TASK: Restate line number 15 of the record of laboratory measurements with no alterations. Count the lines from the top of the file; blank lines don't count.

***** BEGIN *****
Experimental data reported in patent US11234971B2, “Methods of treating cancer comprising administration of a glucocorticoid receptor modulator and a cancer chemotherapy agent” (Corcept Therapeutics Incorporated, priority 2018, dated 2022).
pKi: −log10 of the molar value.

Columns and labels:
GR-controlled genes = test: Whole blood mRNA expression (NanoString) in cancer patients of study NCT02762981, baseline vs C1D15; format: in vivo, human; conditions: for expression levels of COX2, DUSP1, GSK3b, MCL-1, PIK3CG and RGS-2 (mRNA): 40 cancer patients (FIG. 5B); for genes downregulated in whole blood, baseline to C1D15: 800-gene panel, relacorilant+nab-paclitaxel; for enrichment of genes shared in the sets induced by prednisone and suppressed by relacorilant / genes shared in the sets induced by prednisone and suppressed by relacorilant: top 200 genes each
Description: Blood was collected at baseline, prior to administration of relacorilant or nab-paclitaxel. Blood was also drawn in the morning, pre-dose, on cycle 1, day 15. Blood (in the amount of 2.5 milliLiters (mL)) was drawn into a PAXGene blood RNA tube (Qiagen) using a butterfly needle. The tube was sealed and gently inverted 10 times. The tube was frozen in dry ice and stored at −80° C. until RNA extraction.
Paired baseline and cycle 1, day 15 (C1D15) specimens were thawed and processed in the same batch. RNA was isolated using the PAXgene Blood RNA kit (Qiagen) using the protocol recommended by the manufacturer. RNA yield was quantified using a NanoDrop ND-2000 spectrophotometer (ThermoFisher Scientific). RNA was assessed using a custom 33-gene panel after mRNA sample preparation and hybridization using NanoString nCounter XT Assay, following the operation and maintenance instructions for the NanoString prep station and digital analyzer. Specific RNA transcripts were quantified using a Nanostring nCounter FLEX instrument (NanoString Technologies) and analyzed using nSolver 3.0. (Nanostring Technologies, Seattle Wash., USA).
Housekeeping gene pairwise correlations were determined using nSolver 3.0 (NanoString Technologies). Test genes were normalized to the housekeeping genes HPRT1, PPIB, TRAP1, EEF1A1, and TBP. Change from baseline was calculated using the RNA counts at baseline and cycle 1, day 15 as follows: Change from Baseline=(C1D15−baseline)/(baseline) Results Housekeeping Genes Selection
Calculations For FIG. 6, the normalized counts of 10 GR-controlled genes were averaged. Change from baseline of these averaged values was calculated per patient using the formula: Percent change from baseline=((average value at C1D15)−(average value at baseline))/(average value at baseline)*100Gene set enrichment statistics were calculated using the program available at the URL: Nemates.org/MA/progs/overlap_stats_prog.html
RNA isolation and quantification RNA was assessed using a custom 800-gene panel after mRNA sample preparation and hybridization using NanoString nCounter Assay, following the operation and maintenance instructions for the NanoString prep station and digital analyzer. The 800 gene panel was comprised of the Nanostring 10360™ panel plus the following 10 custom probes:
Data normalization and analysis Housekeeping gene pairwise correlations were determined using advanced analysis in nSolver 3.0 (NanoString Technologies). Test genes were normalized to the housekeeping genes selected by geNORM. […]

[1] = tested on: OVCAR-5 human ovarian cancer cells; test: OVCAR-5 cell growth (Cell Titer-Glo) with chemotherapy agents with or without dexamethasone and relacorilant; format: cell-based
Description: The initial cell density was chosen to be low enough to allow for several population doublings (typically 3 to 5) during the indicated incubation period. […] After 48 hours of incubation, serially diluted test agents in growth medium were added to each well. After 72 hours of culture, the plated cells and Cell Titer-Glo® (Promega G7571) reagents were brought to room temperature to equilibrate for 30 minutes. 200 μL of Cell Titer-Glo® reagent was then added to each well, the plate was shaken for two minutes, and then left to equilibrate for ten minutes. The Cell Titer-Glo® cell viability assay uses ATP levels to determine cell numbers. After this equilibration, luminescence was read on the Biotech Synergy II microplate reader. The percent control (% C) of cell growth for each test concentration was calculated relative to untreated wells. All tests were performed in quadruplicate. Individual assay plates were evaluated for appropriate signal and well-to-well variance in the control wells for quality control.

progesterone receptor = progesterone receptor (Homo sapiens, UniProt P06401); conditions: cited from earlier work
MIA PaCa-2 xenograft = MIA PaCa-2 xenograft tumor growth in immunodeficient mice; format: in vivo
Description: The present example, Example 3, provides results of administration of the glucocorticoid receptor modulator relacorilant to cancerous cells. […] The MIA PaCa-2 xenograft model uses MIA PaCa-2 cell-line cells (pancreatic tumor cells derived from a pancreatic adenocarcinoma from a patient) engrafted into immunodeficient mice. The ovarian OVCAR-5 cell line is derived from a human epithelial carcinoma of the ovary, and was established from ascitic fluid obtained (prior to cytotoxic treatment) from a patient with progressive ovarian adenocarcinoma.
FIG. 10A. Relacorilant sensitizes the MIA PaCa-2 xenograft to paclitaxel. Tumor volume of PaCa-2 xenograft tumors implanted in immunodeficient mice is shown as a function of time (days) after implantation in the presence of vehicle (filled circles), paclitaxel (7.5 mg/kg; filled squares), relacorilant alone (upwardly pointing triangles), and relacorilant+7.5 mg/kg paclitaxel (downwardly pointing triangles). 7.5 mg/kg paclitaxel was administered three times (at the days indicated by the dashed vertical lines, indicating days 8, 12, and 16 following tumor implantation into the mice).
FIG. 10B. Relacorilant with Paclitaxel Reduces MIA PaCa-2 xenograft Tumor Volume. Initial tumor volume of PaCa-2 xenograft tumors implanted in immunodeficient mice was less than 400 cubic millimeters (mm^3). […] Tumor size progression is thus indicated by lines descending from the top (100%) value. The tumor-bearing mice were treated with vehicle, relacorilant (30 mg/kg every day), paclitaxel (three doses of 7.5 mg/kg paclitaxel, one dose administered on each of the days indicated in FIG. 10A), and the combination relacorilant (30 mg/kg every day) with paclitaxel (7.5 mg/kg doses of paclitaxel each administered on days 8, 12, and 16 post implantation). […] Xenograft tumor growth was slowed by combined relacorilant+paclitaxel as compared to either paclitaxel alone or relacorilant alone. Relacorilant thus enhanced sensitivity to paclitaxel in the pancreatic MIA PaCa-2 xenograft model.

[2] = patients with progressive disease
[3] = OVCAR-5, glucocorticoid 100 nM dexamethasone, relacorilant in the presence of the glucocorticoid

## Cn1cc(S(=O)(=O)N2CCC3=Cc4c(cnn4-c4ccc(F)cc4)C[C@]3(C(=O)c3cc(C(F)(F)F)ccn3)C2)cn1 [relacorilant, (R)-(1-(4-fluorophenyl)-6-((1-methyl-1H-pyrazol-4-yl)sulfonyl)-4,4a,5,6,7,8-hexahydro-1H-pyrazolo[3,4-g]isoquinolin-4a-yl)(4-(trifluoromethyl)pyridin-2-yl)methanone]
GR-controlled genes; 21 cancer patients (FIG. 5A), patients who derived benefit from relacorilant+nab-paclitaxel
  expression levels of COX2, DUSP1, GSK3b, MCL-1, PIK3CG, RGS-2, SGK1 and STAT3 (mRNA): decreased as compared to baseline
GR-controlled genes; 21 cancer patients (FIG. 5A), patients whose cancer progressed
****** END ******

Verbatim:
Description: The present example, Example 3, provides results of administration of the glucocorticoid receptor modulator relacorilant to cancerous cells. […] The MIA PaCa-2 xenograft model uses MIA PaCa-2 cell-line cells (pancreatic tumor cells derived from a pancreatic adenocarcinoma from a patient) engrafted into immunodeficient mice. The ovarian OVCAR-5 cell line is derived from a human epithelial carcinoma of the ovary, and was established from ascitic fluid obtained (prior to cytotoxic treatment) from a patient with progressive ovarian adenocarcinoma.